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Can I Still Drive After a DUI? After being arrested for driving under the influence, it is entirely common to ask a number of questions. Will I face jail time? Will a conviction impact my employment status? Will I still be able to drive after the arrest? Regaining your driving privileges after being charged with driving under the influence can be a complicated process, but it is entirely possible to continue to legally drive after the arrest and even after a conviction. There are steps you will need to take to get back on the road after a DUI arrest.

Losing Your Driving Privileges

According to the Illinois Secretary of State’s Office, 90 percent of eligible drivers lost their driving privileges after being arrested on DUI charges. While many people think that they can only lose their driving privileges if they are convicted of a DUI, the arrested party will face a statutory summary suspension automatically after the arrest if they fail or refuse chemical testing. While a driver that refuses chemical testing will diminish the likelihood of a DUI conviction, they will face a one-year statutory summary suspension. If a driver is ultimately convicted of a DUI, their license will likely be revoked for one year. Fortunately, the duration of the suspension will count towards the revocation period. 

Regaining Your Ability to Drive 

In Illinois, a first-time DUI offender can request a Monitoring Device Driving Permit (MDDP), which will give them limited driving privileges. In order to gain an MDDP, a driver must equip their vehicle with a Breath Alcohol Ignition Interlock Device (BAIID). The BAIID will be monitored and will restrict the vehicle from starting if traces of alcohol are present in the driver’s breath. While the driver will have to pay for installation and monitoring of the BAIID and also face rises in their insurance payments, they will be able to continue to drive. Driving is a critical part of a person’s quality of life. If you have any questions on how to regain your driving privileges when facing DUI charges, speak with your attorney. 

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The Penalties for Violating Driving Restrictions After DUIMillions of Americans lose their driving privileges every year. A driver can lose their driving privileges for a number of reasons, but the most common cause is a DUI conviction. While a DUI conviction will likely lead to a license suspension, it does not mean that the person will necessarily be unable to drive. There are a number of ways in which a person can regain their driving privileges after a DUI conviction, including a Monitoring Device Driving Permit (MDDP) and a Restricted Driving Permit (RDP). While both MDDPs and RDPs can represent great options for DUI offenders to regain their ability to drive, it is important to understand the legal consequences of breaking the rules and regulations of both permits. Below we will discuss the legal ramifications of illegally driving with a suspended license

The Legal Ramifications

First and foremost, if a driver with a suspended license does not take the necessary steps to gain a permit such as those mentioned above, they are not permitted to drive in any scenario. If they are apprehended while driving, they will likely be charged with a Class A misdemeanor and face fines as high as $2,500. While those consequences seem severe, the legal consequences of breaking the rules of an MDDP or RDP come with significant and potentially life-changing ramifications.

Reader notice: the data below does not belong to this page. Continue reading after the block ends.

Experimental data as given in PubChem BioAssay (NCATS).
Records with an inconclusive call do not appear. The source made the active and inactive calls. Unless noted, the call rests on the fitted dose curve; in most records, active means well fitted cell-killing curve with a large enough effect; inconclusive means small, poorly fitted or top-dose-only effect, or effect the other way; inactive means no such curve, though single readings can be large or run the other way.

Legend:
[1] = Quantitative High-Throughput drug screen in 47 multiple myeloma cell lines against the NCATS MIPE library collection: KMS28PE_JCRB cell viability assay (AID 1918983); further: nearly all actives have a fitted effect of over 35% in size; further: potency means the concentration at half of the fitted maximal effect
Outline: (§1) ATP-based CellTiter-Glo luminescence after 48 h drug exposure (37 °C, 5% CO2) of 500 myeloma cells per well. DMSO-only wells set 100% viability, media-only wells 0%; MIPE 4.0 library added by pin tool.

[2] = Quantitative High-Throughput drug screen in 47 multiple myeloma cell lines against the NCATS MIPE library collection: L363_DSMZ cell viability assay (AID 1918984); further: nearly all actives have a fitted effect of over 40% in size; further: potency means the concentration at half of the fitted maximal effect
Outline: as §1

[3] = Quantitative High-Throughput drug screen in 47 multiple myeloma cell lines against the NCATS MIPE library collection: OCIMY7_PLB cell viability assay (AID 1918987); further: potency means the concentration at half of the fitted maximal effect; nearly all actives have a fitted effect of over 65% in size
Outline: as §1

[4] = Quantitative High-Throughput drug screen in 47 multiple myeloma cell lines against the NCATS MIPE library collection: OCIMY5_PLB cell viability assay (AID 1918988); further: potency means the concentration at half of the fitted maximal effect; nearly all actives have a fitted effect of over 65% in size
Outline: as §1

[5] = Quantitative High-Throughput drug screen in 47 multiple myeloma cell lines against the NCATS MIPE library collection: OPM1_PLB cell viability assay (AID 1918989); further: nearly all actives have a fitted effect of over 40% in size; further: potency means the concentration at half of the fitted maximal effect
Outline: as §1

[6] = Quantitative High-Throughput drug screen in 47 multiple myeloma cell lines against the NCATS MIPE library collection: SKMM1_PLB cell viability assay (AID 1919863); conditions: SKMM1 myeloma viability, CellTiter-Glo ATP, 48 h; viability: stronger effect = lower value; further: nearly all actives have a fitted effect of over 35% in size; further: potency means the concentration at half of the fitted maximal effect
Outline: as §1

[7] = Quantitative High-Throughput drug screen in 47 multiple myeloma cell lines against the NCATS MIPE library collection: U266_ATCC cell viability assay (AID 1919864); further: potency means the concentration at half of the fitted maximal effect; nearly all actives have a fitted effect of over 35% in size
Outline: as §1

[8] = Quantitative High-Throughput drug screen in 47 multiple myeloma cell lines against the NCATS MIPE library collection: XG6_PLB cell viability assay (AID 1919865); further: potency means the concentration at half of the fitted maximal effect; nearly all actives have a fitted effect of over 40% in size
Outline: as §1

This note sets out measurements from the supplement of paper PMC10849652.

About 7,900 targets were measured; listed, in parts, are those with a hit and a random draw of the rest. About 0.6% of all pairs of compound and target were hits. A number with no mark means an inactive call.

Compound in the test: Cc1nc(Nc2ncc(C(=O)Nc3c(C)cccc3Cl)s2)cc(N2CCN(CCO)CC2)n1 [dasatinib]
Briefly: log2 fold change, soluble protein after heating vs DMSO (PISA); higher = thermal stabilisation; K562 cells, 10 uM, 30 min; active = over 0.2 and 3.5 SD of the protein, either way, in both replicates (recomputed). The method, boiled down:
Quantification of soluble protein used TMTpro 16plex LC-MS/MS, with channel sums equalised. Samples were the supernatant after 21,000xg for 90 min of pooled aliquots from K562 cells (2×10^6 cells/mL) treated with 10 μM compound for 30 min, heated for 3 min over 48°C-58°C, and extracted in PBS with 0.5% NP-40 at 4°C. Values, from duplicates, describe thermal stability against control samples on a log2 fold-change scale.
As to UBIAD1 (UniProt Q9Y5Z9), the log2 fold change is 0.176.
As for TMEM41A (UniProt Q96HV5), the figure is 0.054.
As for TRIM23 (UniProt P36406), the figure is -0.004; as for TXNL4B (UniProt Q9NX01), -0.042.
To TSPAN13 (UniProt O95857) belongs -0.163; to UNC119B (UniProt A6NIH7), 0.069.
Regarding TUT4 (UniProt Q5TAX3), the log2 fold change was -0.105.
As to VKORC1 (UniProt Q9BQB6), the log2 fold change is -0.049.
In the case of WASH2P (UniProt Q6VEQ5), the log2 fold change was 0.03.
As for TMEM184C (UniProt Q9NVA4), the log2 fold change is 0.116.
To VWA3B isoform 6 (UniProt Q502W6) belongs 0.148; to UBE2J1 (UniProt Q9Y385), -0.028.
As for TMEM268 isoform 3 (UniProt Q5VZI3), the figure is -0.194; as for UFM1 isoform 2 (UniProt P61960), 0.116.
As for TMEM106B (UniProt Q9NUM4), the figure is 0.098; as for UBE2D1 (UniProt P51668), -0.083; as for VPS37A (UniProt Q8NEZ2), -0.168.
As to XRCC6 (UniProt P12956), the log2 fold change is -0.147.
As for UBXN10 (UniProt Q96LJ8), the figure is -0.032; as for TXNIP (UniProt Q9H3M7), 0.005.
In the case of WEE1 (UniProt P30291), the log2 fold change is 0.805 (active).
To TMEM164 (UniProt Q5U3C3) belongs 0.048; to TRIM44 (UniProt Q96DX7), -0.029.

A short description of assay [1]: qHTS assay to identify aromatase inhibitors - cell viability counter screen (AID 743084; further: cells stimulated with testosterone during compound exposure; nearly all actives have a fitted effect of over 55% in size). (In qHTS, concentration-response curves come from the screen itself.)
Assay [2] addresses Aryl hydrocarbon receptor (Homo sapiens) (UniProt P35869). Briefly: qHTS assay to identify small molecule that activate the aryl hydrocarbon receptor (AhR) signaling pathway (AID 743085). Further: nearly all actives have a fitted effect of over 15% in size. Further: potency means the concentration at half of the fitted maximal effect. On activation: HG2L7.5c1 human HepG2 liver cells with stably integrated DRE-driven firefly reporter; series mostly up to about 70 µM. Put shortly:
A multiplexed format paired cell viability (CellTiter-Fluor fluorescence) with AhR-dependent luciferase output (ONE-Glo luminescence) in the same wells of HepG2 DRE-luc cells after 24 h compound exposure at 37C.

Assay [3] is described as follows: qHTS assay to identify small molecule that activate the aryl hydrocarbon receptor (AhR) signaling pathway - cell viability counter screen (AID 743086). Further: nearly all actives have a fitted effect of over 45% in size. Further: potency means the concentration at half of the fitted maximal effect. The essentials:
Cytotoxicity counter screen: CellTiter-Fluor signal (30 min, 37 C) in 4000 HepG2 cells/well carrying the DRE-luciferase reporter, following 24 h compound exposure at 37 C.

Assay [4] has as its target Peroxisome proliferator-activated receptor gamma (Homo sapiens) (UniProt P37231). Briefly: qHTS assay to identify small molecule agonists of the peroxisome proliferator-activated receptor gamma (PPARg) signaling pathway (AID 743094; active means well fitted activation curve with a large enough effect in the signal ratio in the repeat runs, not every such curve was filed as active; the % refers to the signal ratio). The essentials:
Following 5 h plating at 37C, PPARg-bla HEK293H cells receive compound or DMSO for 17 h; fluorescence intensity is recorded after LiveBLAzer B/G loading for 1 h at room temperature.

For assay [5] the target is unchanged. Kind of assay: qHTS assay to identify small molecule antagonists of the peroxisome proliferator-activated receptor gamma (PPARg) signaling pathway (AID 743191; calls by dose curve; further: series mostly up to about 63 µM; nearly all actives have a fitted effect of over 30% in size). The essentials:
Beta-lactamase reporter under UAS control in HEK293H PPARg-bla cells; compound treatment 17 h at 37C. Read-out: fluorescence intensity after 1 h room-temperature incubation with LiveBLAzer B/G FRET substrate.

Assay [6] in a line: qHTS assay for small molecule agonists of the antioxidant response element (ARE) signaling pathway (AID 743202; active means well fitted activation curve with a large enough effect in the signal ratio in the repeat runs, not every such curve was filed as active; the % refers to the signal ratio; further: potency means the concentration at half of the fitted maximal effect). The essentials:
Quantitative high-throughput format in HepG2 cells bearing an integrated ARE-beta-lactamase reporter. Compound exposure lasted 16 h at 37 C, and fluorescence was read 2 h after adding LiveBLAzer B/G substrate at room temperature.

An MDDP will allow a driver to drive freely as long as their vehicle is equipped with a Breath Alcohol Ignition Interlock Device (BAIID). That being said, if the driver is apprehended while driving a vehicle without a BAIID, they will face a Class 4 felony charge. A driver with two or more intoxicated driving offenses can apply for an RDP, which essentially allows a driver to drive to and from critical locations such as work, the grocery store, and their child’s school. Breaking the well-documented rules of the RDP will lead to loss of the permit and potential jail-time. For more information on suspensions, reinstatement, and your permit options, speak with a knowledgeable attorney today. 

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Regaining Your Driving Privileges After a DUI When a person is convicted of driving under the influence of drugs or alcohol, their life can be impacted in a number of ways. A conviction can result in significant fines, potential jail time, and a mark on your criminal record. Unfortunately, a conviction can also lead to loss of driving privileges. In Illinois, a first-time DUI conviction will result in a one-year license revocation period, and subsequent offenses can constitute a more significant period of revocation. Below we will explore the steps you need to take to ensure that you will still be able to legally drive after a conviction. In the event of a DUI arrest, contact a qualified attorney immediately. 

Permit Options

According to the Illinois Secretary of State’s Office, there are two primary driving permits a person can apply for if they are convicted of DUI: 

  • A Monitoring Device Driving Permit (MDDP); and
  • A Restricted Driving Permit (RDP). 

An MDDP is a driving permit that will enable the offender to drive to and from any location, as long as they equip their vehicle with a Breath Alcohol Ignition Interlock Device (BAIID). A BAIID is a device that will allow the vehicle to start only after the driver blows into their device and is found to have no traces of alcohol in their system. An RDP is a driving permit that will allow the offender to drive their vehicle to and from locations that are critical to their family’s livelihood. These locations commonly include their place of work, the grocery store, or the school their children attend. 

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